The Power to Protect
Many of today’s schools employ sophisticated integrated security systems
- By Ronnie Pennington
- June 17, 2020
Improving safety and security at schools and campuses is a critical
topic of discussion amongst school administrators and the myriad
security professionals serving the education marketplace.
Where simple measures like requiring visitors to check into
the principal’s office to get a handwritten pass was once more of
a general courtesy than a security measure, many of today’s schools
employ highly sophisticated integrated security systems replete with
video surveillance, access control with identity authentication capabilities
like facial recognition, visitor management, and more.
Unfortunately, the latter is as much in response to the rash occurrence
of incidents that have occurred at schools across the country, as
well as the development of advanced systems technology that affords
new levels of safety and security with numerous other operational
benefits for schools and campuses.
This new breed of sophisticated security systems being deployed at
educational facilities across the country takes on many different
shapes and sizes depending on the size of the facility or campus, its
location, perceived security threats, and so on.
As different as each system may be, they have all been designed
and built on a foundation of power and transmission solutions. Aside
from technicians and engineers tasked with designing and installing
these systems, most people don’t consider power and transmission
solutions to be the primary components in a system, as they typically
would management so aware or new smart edge devices and cameras.
But without power and transmission technologies, many of the new
advanced systems being installed today would simply not be feasible.
Here’s an overview of four innovative power and transmission solutions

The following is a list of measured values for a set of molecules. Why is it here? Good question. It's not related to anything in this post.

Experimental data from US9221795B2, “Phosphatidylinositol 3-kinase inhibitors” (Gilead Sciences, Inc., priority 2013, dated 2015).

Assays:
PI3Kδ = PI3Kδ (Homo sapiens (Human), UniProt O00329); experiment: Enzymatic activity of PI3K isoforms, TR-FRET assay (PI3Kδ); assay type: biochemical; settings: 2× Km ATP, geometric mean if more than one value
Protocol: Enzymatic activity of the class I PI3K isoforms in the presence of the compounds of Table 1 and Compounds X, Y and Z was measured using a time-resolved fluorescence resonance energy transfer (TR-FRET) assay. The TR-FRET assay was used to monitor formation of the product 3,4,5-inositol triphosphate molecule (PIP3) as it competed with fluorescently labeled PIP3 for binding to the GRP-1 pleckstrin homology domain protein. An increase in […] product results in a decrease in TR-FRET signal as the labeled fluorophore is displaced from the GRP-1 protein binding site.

that are helping make campuses safer, more secure and efficient.
Making access control more affordable with 4PPoE. One of the latest
new developments is the development and deployment of a revolutionary
new means of powering access control utilizing the recently standardized
4PPoE or 4-Pair PoE to remotely power 12VDC and 24VDC
devices using an IEEE 802.3BT power source. Without diving into the
technical details, these new 4PPoE solutions allow access control panels,
locks, readers and ancillary devices to be powered over CAT6 cable
without the need to use high voltage – or an electrician.
In addition to dramatically reducing installation costs for conventional
areas where access control is typically deployed, this allows
access control systems to be easily expanded in areas where electrical
outlets or wiring are not readily available. Prime examples in schools
and campuses include back stairwells, equipment storage areas, and
parking lots and garages, to name a few. Now installers can use one
structured cable carrying both power and bidirectional data to protect
these areas, their occupants and assets within.
Using existing cabling with EoC. Advanced Ethernet over Coax (EoC)
Solutions enable legacy analog coax cable to be upgraded to accommodate
new networked IP solutions. Removing the need to rip and replace
old cable with new Ethernet cable delivers significant savings, since this
alone represents what can often be the most expensive aspect of a security
and surveillance system upgrade. EoC solutions provide the additional